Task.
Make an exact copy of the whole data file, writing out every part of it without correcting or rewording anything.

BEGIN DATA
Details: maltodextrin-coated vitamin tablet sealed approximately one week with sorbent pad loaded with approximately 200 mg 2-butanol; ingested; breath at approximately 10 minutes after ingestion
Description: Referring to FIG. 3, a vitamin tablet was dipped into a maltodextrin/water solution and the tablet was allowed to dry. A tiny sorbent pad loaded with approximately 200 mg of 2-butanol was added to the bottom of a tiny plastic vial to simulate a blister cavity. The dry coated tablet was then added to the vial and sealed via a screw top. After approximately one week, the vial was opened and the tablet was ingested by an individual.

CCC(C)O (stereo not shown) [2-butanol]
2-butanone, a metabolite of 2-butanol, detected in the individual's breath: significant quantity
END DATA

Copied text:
Details: maltodextrin-coated vitamin tablet sealed approximately one week with sorbent pad loaded with approximately 200 mg 2-butanol; ingested; breath at approximately 10 minutes after ingestion
Description: Referring to FIG. 3, a vitamin tablet was dipped into a maltodextrin/water solution and the tablet was allowed to dry. A tiny sorbent pad loaded with approximately 200 mg of 2-butanol was added to the bottom of a tiny plastic vial to simulate a blister cavity. The dry coated tablet was then added to the vial and sealed via a screw top. After approximately one week, the vial was opened and the tablet was ingested by an individual.

CCC(C)O (stereo not shown) [2-butanol]
2-butanone, a metabolite of 2-butanol, detected in the individual's breath: significant quantity